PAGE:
Are you in Good Company?
Today at a state church-planter network meeting one of the presenters shared the above diagram. I've seen these types of graphs before but I did like the point he was trying to make and I took something away. I thought I'd share with you as well. He said it was from a book but unfortunately he didn't share the name. If you've seen this before please let me know what book it's from and I'll give proper credit. The following notes are in my words and not those of the speaker or the author. You have now been warned.
The above diagram relates to the formation and focus of teams. No matter the team and no matter the goal. This was particularly interesting to me as I continue to learn and grow in my own leadership of various teams to accomplish the vision of Focal Point Church.
Each of the circles are simple:
Individual- Usually every individual wants value added to their life "What's in it for me?" This isn't always bad. I'm not talking about utopia here, I'm talking about working with the average man.
Team- This is the group gathered together to work on a project. This is a collection of individuals.
Task- The task is the job that brings the team together. This could be a short-term focus such as a big event one weekend or it could be your executive team tasked with leading the entire ministry.
Okay, now here is where your mind may begin to think. Each of these options presents the developmental stages of individuals involved in a team.
A- This person is a person who is involved in the task because they enjoy taking out of the task. "I love doing what I do" These people have difficulty playing in the sandbox. They may be great at one aspect of a task or even the whole thing but they are horrible at working together on a team. Many church planters are this way. They think "I love reaching people and I'm a pretty good youth Pastor so surely I can lead and entire church". Usually they go out on their own and realize "ohh crud, I'm all alone... I want my MOMMY!"
B- This is when you have a team doing a task but there is no personal fulfillment. These teams usually are held together by some outside force. It could be a paycheck that keeps this team moving toward a task or it could be guilt but the individual(s) on the team feels unfulfilled even though the tasks are getting done by the team. This may look fine to a CEO on paper but horrible in the long run and very personally unrewarding for everyone involved.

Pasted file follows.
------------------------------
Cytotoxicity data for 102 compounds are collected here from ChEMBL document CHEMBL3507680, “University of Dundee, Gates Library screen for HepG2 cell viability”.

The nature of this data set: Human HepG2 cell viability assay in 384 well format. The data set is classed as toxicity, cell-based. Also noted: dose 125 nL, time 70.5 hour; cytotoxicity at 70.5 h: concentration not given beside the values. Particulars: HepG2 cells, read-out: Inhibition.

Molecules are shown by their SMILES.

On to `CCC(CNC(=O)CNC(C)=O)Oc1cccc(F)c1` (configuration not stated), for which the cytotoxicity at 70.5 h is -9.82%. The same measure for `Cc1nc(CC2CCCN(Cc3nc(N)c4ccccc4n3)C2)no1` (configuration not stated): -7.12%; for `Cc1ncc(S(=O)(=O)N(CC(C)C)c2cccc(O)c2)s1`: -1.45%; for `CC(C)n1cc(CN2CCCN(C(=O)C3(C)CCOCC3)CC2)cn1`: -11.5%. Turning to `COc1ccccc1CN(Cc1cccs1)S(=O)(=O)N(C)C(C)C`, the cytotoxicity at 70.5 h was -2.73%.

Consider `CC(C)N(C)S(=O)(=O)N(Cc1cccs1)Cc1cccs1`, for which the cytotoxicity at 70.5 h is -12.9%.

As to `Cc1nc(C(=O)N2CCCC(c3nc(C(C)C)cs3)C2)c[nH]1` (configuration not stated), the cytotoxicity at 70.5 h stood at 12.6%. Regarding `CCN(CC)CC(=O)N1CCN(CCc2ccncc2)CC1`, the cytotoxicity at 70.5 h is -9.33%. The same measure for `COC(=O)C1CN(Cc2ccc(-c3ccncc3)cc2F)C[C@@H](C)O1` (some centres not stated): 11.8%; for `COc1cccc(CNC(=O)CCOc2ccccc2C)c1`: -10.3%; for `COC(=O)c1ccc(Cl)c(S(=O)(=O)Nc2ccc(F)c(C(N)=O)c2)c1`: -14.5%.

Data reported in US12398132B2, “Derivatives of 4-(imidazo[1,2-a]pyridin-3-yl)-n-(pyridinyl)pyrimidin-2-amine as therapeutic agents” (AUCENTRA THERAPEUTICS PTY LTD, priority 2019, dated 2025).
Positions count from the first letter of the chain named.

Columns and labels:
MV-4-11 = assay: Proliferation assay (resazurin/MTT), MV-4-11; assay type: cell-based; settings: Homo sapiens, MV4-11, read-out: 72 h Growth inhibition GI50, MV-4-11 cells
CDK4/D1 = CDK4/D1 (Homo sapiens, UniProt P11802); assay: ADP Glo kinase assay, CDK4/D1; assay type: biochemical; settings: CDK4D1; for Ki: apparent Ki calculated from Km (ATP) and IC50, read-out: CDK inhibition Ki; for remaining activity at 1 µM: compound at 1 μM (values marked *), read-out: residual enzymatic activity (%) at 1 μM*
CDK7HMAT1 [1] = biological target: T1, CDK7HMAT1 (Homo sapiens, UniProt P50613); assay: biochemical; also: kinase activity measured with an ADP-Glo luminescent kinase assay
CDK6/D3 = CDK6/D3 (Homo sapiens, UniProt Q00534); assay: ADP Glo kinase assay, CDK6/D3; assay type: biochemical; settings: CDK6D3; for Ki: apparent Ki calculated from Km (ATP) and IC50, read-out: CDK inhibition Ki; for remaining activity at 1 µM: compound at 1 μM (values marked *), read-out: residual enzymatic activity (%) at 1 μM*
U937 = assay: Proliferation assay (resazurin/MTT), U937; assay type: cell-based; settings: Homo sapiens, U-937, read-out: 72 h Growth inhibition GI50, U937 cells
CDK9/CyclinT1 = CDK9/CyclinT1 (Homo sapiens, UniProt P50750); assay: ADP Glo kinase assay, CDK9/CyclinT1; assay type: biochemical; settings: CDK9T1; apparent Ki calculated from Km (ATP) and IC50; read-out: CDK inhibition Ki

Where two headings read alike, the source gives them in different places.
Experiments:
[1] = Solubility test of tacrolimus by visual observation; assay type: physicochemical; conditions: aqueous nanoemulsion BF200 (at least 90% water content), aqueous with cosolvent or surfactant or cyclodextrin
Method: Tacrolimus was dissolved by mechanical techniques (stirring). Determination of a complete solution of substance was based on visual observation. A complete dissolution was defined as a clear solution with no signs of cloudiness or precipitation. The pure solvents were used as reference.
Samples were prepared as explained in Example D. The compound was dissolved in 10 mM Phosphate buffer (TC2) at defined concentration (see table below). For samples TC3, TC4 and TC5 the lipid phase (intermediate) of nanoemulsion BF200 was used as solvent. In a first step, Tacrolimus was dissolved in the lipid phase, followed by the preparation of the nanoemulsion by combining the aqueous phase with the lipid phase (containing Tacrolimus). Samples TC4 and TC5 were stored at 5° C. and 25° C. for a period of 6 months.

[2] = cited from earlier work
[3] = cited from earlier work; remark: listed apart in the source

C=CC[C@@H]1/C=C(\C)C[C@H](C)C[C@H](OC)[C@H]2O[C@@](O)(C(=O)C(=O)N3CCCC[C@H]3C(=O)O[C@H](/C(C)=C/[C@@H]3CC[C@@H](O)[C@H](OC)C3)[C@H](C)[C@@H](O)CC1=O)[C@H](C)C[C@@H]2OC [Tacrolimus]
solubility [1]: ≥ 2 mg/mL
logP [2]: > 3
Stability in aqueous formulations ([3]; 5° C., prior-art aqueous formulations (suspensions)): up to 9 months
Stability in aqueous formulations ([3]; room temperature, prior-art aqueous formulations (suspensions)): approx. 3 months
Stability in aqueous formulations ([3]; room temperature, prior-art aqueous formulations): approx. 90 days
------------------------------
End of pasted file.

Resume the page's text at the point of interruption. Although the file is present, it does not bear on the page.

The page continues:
C- This is where many church teams end up. These are people to enjoy getting together on a team. They get fulfillment and they give fulfillment to one another. It's a big pow-wow. This group likes each other and has great cookouts. The problem? They are difficult to keep on task. Sometimes they forget what they were meeting for. Many times in church we have these types of "teams". This is what most of your "committees" end up looking like. Don't have them if you can help it. Have project-specific teams and tell your people that THEY (not you) are respsonsible to love their neighbor and have great relationships on their time, not primarily during the time they are supposedly dedicating to service.
D- This obviously is the best situation. This is where you want to steer your team. This is when 1. The individuals feel appreciated and rewarded for their involvement, 2. The team is a unit where everyone works well together and 3. Where the task is central to everyone. So the people get loved, the team gets along and the task gets completed. Many times we find that we're not quite there yet.
During this presentation the speaker said:
"And guys, D is where you want to be. D is where you find Synergy."
I turned to my friend and cupped my hands and said "Synergy!" (a clip from In Good Company)
Where are your teams on this diagram?
Do you have an A, B, C, or D type of team?
What will you do to re-adjust them?
The reality is that all teams can become D teams but only if we first realistically identify our current situation and begin to look forward to our preferred future.
posted by Tally Wilgis @ Thursday, June 30, 2005
- At 1:28 PM, Jim said...
Good stuff, Tally. I can see this concept applying to small groups as well to help maintain a balance.